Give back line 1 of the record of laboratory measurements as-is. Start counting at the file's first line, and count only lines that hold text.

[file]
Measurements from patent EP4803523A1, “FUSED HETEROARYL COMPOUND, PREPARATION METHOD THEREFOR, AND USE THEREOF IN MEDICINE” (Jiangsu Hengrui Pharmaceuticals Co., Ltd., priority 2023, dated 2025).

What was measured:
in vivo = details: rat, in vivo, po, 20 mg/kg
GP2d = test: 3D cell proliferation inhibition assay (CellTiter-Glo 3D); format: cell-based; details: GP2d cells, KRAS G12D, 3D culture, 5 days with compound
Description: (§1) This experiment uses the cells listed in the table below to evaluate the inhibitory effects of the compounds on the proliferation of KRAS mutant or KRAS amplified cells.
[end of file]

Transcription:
Measurements from patent EP4803523A1, “FUSED HETEROARYL COMPOUND, PREPARATION METHOD THEREFOR, AND USE THEREOF IN MEDICINE” (Jiangsu Hengrui Pharmaceuticals Co., Ltd., priority 2023, dated 2025).